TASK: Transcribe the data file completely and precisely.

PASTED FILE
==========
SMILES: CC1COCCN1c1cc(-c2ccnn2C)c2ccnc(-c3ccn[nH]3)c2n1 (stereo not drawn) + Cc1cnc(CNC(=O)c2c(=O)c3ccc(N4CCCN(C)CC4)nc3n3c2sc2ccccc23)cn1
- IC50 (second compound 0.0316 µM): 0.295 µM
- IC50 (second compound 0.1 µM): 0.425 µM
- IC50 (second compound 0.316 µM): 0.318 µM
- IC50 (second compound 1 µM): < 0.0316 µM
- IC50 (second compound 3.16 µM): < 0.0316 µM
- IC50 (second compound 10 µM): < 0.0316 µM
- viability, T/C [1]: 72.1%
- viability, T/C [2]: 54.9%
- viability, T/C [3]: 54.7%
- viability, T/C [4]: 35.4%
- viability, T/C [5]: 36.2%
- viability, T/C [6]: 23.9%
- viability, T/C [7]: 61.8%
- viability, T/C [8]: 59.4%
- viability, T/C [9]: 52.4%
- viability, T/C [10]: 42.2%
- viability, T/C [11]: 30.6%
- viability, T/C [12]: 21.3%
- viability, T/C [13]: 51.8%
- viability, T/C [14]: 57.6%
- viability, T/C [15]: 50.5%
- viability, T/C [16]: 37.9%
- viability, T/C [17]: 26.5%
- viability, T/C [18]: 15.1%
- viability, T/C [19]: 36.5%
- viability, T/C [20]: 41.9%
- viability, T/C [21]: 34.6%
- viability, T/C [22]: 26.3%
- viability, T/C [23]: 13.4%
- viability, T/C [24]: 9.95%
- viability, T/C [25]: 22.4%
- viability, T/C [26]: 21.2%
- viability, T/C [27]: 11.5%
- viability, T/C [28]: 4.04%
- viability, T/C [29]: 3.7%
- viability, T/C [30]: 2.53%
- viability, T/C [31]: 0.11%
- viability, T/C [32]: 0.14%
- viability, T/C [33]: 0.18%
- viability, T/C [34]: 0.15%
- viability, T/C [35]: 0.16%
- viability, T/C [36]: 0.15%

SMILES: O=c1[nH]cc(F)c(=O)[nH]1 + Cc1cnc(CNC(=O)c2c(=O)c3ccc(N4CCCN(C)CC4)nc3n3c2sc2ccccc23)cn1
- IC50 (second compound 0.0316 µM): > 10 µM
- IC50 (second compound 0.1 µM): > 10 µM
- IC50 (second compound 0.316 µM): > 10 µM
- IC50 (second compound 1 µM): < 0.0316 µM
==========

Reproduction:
SMILES: CC1COCCN1c1cc(-c2ccnn2C)c2ccnc(-c3ccn[nH]3)c2n1 (stereo not drawn) + Cc1cnc(CNC(=O)c2c(=O)c3ccc(N4CCCN(C)CC4)nc3n3c2sc2ccccc23)cn1
- IC50 (second compound 0.0316 µM): 0.295 µM
- IC50 (second compound 0.1 µM): 0.425 µM
- IC50 (second compound 0.316 µM): 0.318 µM
- IC50 (second compound 1 µM): < 0.0316 µM
- IC50 (second compound 3.16 µM): < 0.0316 µM
- IC50 (second compound 10 µM): < 0.0316 µM
- viability, T/C [1]: 72.1%
- viability, T/C [2]: 54.9%
- viability, T/C [3]: 54.7%
- viability, T/C [4]: 35.4%
- viability, T/C [5]: 36.2%
- viability, T/C [6]: 23.9%
- viability, T/C [7]: 61.8%
- viability, T/C [8]: 59.4%
- viability, T/C [9]: 52.4%
- viability, T/C [10]: 42.2%
- viability, T/C [11]: 30.6%
- viability, T/C [12]: 21.3%
- viability, T/C [13]: 51.8%
- viability, T/C [14]: 57.6%
- viability, T/C [15]: 50.5%
- viability, T/C [16]: 37.9%
- viability, T/C [17]: 26.5%
- viability, T/C [18]: 15.1%
- viability, T/C [19]: 36.5%
- viability, T/C [20]: 41.9%
- viability, T/C [21]: 34.6%
- viability, T/C [22]: 26.3%
- viability, T/C [23]: 13.4%
- viability, T/C [24]: 9.95%
- viability, T/C [25]: 22.4%
- viability, T/C [26]: 21.2%
- viability, T/C [27]: 11.5%
- viability, T/C [28]: 4.04%
- viability, T/C [29]: 3.7%
- viability, T/C [30]: 2.53%
- viability, T/C [31]: 0.11%
- viability, T/C [32]: 0.14%
- viability, T/C [33]: 0.18%
- viability, T/C [34]: 0.15%
- viability, T/C [35]: 0.16%
- viability, T/C [36]: 0.15%

SMILES: O=c1[nH]cc(F)c(=O)[nH]1 + Cc1cnc(CNC(=O)c2c(=O)c3ccc(N4CCCN(C)CC4)nc3n3c2sc2ccccc23)cn1
- IC50 (second compound 0.0316 µM): > 10 µM
- IC50 (second compound 0.1 µM): > 10 µM
- IC50 (second compound 0.316 µM): > 10 µM
- IC50 (second compound 1 µM): < 0.0316 µM